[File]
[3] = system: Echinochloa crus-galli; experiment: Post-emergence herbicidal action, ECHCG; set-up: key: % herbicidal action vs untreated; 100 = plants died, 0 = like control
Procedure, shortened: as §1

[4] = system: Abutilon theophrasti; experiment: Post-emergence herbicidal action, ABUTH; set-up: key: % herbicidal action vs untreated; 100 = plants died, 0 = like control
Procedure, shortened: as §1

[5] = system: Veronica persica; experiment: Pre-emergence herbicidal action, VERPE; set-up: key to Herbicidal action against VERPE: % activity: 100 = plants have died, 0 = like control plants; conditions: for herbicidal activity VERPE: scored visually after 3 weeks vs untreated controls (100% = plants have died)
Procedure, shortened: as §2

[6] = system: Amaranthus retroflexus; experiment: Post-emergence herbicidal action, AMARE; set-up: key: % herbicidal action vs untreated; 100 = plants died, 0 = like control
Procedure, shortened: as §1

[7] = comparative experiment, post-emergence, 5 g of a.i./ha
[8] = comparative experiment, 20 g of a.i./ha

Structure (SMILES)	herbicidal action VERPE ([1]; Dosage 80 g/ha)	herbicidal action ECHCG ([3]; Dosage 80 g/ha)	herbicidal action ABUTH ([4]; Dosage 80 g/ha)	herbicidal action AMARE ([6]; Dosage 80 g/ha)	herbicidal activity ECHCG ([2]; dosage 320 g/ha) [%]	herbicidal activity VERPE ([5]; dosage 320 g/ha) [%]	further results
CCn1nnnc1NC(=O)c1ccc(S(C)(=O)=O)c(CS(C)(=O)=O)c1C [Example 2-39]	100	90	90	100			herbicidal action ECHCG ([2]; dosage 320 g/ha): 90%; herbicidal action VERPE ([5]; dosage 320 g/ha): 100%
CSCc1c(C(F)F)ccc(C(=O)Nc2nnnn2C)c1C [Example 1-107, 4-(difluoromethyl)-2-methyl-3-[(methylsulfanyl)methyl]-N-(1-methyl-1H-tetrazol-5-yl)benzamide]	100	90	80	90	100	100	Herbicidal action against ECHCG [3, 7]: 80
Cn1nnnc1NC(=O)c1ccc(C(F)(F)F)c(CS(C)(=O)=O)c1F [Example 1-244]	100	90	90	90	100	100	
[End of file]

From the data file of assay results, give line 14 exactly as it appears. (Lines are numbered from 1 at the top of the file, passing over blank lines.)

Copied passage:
Cn1nnnc1NC(=O)c1ccc(C(F)(F)F)c(CS(C)(=O)=O)c1F [Example 1-244]	100	90	90	90	100	100	